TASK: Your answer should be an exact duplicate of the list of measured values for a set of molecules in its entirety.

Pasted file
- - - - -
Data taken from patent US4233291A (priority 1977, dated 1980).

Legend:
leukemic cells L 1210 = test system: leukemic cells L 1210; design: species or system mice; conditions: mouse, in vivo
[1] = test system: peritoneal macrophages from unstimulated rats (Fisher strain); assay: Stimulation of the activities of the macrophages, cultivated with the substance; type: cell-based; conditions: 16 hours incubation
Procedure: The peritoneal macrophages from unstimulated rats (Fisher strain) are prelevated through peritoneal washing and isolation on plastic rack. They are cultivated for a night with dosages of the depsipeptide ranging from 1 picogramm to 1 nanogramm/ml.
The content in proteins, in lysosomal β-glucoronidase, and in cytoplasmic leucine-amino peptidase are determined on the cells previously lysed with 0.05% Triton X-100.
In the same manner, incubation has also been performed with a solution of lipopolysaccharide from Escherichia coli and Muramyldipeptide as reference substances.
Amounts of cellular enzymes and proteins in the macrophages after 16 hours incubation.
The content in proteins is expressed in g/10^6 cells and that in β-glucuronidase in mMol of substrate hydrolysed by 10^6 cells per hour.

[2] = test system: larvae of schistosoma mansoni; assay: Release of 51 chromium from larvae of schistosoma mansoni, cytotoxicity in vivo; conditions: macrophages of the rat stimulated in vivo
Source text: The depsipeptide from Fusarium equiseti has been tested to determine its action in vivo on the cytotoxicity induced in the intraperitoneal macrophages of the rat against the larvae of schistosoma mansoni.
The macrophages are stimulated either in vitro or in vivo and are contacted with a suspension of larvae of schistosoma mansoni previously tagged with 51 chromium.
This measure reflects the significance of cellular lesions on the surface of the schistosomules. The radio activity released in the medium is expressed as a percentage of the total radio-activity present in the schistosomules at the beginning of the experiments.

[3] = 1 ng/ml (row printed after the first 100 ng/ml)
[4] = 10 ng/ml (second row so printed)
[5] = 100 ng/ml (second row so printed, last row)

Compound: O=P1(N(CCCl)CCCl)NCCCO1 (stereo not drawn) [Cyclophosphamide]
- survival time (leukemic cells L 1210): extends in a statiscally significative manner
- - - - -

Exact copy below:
Data taken from patent US4233291A (priority 1977, dated 1980).

Legend:
leukemic cells L 1210 = test system: leukemic cells L 1210; design: species or system mice; conditions: mouse, in vivo
[1] = test system: peritoneal macrophages from unstimulated rats (Fisher strain); assay: Stimulation of the activities of the macrophages, cultivated with the substance; type: cell-based; conditions: 16 hours incubation
Procedure: The peritoneal macrophages from unstimulated rats (Fisher strain) are prelevated through peritoneal washing and isolation on plastic rack. They are cultivated for a night with dosages of the depsipeptide ranging from 1 picogramm to 1 nanogramm/ml.
The content in proteins, in lysosomal β-glucoronidase, and in cytoplasmic leucine-amino peptidase are determined on the cells previously lysed with 0.05% Triton X-100.
In the same manner, incubation has also been performed with a solution of lipopolysaccharide from Escherichia coli and Muramyldipeptide as reference substances.
Amounts of cellular enzymes and proteins in the macrophages after 16 hours incubation.
The content in proteins is expressed in g/10^6 cells and that in β-glucuronidase in mMol of substrate hydrolysed by 10^6 cells per hour.

[2] = test system: larvae of schistosoma mansoni; assay: Release of 51 chromium from larvae of schistosoma mansoni, cytotoxicity in vivo; conditions: macrophages of the rat stimulated in vivo
Source text: The depsipeptide from Fusarium equiseti has been tested to determine its action in vivo on the cytotoxicity induced in the intraperitoneal macrophages of the rat against the larvae of schistosoma mansoni.
The macrophages are stimulated either in vitro or in vivo and are contacted with a suspension of larvae of schistosoma mansoni previously tagged with 51 chromium.
This measure reflects the significance of cellular lesions on the surface of the schistosomules. The radio activity released in the medium is expressed as a percentage of the total radio-activity present in the schistosomules at the beginning of the experiments.

[3] = 1 ng/ml (row printed after the first 100 ng/ml)
[4] = 10 ng/ml (second row so printed)
[5] = 100 ng/ml (second row so printed, last row)

Compound: O=P1(N(CCCl)CCCl)NCCCO1 (stereo not drawn) [Cyclophosphamide]
- survival time (leukemic cells L 1210): extends in a statiscally significative manner